The West African country of Gabon has abruptly changed the state’s official language to English from French, reportedly as a result of discontent over an investigation by French authorities into the ruling family’s assets.
The decision comes as a particular embarrassment for French President Francois Hollande, who will attend a Summits of La Francophonie this weekend in Kinshasa, Congo, which is right next door to Gabon.
Gabon, under French domination or influence since 1885, follows the example of Rwanda, which switched to English from French as its official tongue in 2009. Rwanda, a former colony first of Germany and then of Belgium, even joined the Commonwealth of Nations.
Gabon's President Ali Bongo Ondimba -- like his father, El Hadj Omar Bongo Ondimba, who served as the country's president from 1967 to 2009 -- has been accused of embezzling billions of dollars from the nation's treasury to purchase luxury items for himself and his family.
Looking into Bongo family’s assets, French investigators said they have uncovered "the cave of Ali Baba," including a portfolio of 33 luxury properties and 70 different bank accounts.
The Guardian newspaper of Britain reported that French anti-corruption authorities may soon delve into the assets amassed by other African leaders, including Burkina Faso's Blaise Compaore, Congo-Brazzaville's Denis Sassou Nguesso, and Equatorial Guinea's Teodoro Obiang Nguema Mbasogo.
The probes -- and confiscation of certain French properties -- have chilled relations between Paris and some African capitals.
However, a Bongo representative told Agence France-Presse that the change in official tongues was made because the president sees English as a “necessary working language.”
“Gabon wants to develop and give itself the best opportunities,” the representative said. “When you leave the French-speaking space, if you don't know English, you are almost handicapped. It's a question of diversifying our partnerships, ensuring that the people of Gabon are armed and better armed.”
He added: “French researchers publish in English and in most international conferences French experts contribute in English, while Africans have become practically the only people to contribute in French.”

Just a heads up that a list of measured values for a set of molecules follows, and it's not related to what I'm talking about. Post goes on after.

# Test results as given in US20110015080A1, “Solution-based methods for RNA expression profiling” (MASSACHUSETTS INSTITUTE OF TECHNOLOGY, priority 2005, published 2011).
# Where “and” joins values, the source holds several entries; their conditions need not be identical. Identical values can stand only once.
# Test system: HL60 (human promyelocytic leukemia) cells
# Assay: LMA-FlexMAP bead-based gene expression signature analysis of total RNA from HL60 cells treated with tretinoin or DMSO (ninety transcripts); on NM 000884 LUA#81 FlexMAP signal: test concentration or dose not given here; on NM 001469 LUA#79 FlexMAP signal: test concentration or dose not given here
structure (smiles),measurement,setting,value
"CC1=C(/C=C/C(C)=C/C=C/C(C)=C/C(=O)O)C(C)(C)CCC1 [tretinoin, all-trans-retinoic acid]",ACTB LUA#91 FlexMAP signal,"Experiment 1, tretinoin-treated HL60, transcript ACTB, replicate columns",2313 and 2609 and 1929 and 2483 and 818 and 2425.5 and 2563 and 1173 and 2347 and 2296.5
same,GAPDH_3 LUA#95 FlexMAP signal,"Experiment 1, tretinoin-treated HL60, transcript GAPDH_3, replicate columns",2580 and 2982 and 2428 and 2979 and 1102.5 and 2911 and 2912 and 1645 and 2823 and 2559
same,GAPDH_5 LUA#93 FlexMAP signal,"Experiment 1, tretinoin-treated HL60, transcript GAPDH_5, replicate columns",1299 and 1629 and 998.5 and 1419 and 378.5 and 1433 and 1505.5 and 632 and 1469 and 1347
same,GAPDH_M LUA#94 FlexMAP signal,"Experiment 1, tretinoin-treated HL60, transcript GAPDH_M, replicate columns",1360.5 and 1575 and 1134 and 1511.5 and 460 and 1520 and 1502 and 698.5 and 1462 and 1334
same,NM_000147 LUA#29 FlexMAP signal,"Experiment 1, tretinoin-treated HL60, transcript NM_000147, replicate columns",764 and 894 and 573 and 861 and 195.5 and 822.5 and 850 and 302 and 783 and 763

Meanwhile, one must wonder how a sudden change to English from French will impact the tiny nation of Gabon, which is populated by a mere 1.6 million souls.
Indeed, Gabon, independent from France since 1960, has been one of Paris’ closest allies on the African continent.
Agnes Poirier, a French political commentator, speculated in the Guardian: “[W]ill the Bongos rebaptize their country's capital Libreville as Freetown (also Sierra Leone's capital city)? Will Libreville's Rue d'Alsace Lorraine become Essex Street and its ‘Le Petit Paris’ district ‘The Little London’?”
According to the CIA World Factbook, about 90 percent of Gabonese people are literate -- presumably they all speak French and/or one of the following native languages: Fang, Myene, Nzebi, Bapounou/Eschira, and Bandjabi.
Now, given the new mandate, all schools in Gabon will likely have to revamp their curricula in English, while all road signs, books, newspapers, magazines, and TV shows will similarly undergo Anglicization.
The process could take years.
However, Gabon’s sudden attraction to English may not disrupt the nation too much. With its small population, lack of ethnic conflicts, abundant natural resources, and strong foreign-aid support, Gabon is one of West Africa’s most stable and prosperous states.
Palash has worked as a business journalist for 21 years in New York.